Where Have All the Languages Gone?

By my count, representatives from more than 400 organizations and universities from around the world helped to fill the NAFSA conference expo space to capacity. There were many good messages about welcoming U.S. students and innovative study abroad and internship programs. Many made a special effort to point out just how many courses and programs are now taught entirely in English. That is good news, and bad.

U.S. student enrollment in foreign-language studies is declining for the first time in 20 years and just at a time when we need more Americans who are able to speak the languages and understand the cultures where they are visiting, studying, and may possibly work someday. Tens of thousands of federal jobs remain vacant because we do not have enough foreign language speakers to fill them. The U.S. Foreign Service has fewer Arabic speakers than my alma mater has students majoring in film studies.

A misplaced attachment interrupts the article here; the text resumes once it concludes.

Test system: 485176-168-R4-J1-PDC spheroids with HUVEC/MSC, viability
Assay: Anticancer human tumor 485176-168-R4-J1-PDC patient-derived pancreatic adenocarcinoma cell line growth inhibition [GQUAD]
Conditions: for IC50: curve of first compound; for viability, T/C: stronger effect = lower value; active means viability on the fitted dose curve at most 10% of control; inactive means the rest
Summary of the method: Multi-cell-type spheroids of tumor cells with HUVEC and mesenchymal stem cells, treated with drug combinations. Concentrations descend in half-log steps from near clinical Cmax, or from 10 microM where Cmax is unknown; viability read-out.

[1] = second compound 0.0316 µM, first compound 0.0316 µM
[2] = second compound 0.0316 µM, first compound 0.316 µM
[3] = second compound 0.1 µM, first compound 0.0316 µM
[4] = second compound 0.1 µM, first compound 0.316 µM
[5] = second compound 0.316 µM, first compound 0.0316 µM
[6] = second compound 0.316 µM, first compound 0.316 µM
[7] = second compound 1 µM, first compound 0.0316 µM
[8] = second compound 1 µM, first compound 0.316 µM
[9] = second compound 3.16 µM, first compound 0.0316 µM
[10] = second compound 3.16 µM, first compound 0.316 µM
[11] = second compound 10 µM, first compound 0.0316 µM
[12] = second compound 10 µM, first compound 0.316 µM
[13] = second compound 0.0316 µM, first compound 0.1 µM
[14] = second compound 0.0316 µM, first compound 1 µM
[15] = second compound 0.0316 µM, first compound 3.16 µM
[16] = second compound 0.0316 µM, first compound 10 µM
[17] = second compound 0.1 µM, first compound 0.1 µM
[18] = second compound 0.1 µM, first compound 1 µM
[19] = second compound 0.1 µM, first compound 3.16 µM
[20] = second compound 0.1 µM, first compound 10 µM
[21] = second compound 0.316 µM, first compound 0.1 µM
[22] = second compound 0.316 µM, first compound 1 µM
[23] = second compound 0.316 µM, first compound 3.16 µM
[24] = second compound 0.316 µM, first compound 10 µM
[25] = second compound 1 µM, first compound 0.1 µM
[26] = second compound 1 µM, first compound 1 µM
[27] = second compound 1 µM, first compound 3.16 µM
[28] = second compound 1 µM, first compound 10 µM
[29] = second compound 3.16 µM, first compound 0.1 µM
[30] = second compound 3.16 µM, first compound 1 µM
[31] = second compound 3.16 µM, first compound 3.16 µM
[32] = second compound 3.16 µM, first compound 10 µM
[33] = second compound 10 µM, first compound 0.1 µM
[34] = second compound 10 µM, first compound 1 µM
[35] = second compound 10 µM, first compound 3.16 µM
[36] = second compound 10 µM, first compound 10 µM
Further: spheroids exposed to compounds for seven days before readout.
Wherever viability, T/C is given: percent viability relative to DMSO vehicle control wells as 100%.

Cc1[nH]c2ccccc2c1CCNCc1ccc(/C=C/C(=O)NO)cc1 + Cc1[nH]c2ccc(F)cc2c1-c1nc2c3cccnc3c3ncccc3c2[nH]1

So, as I went from booth to booth to get more information, I had two thoughts. First, there is clearly more opportunity to study abroad than ever before, with so many countries making a big effort to show that Americans will be welcome. Second, I hope the Generation Study Abroad millennials will realize that while English tends to be the lingua franca there are still many reasons to learn more than a few words from people with whom we share the world.

General Colin Powell once told me that he learned just enough German during his army deployments in the country to get directions to the nearest off-base restaurant. But, he said, he should have learned a whole lot more.